How Technology and Generative AI will change the future of work?
Every year since COVID Microsoft releases a work report about the trends in their workplace. This year the report is all about Generative AI and how it...
Machine learning provides organizations with powerful capabilities of business planning, when it comes to demand forecasting, improving the efficiency of processes, and more.
With No Code being the great equalizer in software development, it would make sense that machine learning would also be implemented in this category of software.
And with AWS (Amazon Web Services) having stepped in the No Code market with their Honeycode web and mobile app builder in mid-2020, it also makes sense that they would have eventually bridged the gap between No Code and ML.
On November 30, Amazon announced the launch of their new No Code machine learning tool called Amazon SageMaker Canvas.
In short, the tool offers an easy way to develop, run and deploy machine learning models with no previous experience required. Users will not have to learn various ML-related techniques like algorithms, evaluation metrics, training parameters, etc., to launch their first model.
The platform enables accessing data banks in local storage and in the cloud. These can be used to combine datasets together, train accurate ML data analysis models and ask for new predictions continuously, as datasets are populated with more data points.
The new tool uses the same technological basis as Amazon SageMaker – Amazon’s machine learning tool for professionals like data scientists and machine learning operations engineers, albeit wrapped in a much more user-friendly UI.
The powerful ML tool automatically combines and cleans users’ data, creates multiple analysis models, selects the ones that perform the most efficiently, and finishes with predictions separately or in batches.
Many problem types are supported, such as:
The tool has numerous use cases, like inventory optimization, churn reduction, fraud detection, and more.
With SageMaker Canvas, joining datasets is easy – the app automatically identifies common columns between datasets, such as an Order ID code.
Using those columns, the tool finds out which data points are shared between the two sets (uploaded files) and wields them as an anchor to combine these points into a single database file, which will result in a more accurate model compared to running two models on two different datasets.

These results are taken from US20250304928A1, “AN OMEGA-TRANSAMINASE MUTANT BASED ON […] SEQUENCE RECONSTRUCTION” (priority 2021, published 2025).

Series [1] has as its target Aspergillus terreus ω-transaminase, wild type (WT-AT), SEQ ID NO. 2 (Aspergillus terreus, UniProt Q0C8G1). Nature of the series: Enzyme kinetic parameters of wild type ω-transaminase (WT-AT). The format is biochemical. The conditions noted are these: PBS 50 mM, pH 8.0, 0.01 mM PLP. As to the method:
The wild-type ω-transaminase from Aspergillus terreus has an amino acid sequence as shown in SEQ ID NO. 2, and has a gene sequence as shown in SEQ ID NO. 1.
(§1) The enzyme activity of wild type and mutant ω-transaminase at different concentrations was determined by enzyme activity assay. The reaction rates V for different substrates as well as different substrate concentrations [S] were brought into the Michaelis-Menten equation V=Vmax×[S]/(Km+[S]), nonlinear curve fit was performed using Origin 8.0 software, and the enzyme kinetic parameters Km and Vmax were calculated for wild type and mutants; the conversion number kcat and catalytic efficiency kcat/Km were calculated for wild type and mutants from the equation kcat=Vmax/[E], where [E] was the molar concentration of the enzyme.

Before finalizing the joined datasets, the resulting sheet can be previewed in order to manually check for missing columns, datapoints, invalid values and simply deselect the data that the user does not want to be included in the end result.
Before generating a model, the user can preview the model itself too. For example, the tool shows the estimated accuracy of each column of data and identifies which column has the highest impact on the whole model.
Using SageMaker Canvas, ML models can be run on imported datasets, together with the data stored on Snowflake, Amazon S3, and Amazon Snowflake.
Even though SageMaker Canvas is only currently launched in select regions (EU: Germany, Ireland; US: Ohio, North Virginia, Oregon), it should eventually become available worldwide.
The tool can be experimented with before making a financial commitment, as it features a free plan that allows people to use SageMaker Canvas for 2 months.
The free tier is limited in terms of what users can do. For example, the free version is capped at 750 hours/month of session time, 10 model creation requests/month, with each model itself being capped at 1M cells.
Paid plans, on the other hand, are very flexible, there are no standardized tiers, each user pays an exact price based on their usage of the platform, which we think is very fair.
We predict that this is only the beginning of No Code tools aimed at liberalizing machine learning. Since Amazon launched its own No Code ML platform, it is highly likely that other providers will follow suit.
AWS entered a market that while certainly is not saturated, has some powerful competitors already waiting. Google, for example, even has several products aimed at the segment: Teachable Machine, Google Cloud Auto ML, and Google ML Kit. Apple also has its own platform, called CreateML, aimed specifically at Mac users.
There are other, smaller competitors as well, Obviously AI, for example, which we mentioned in our article on No Code AI, Lobe, FritzAI, and others.
Today’s enterprises are looking for ways to enhance their business performance through technology and innovative solutions.
Whether it comes to using predictive maintenance or machine learning algorithms, companies want to take advantage of these technological advancements, but lack the tools required to do so due to how complex they are.
Being able to upload, edit, and export complex datasets and train machine learning models without a single line of code or advanced knowledge on the subject unlocks a world of possibilities for those of us who are interested in using these tools or simply know the benefits they can bring to a business but do not have formal training in the sphere.
If you’re looking to try SageMaker, you will need a database to train your models on. Here’s all you need to know about No Code databases.
We will keep a close eye on Amazon and their No Code developments and update our readers as new features and applications are released.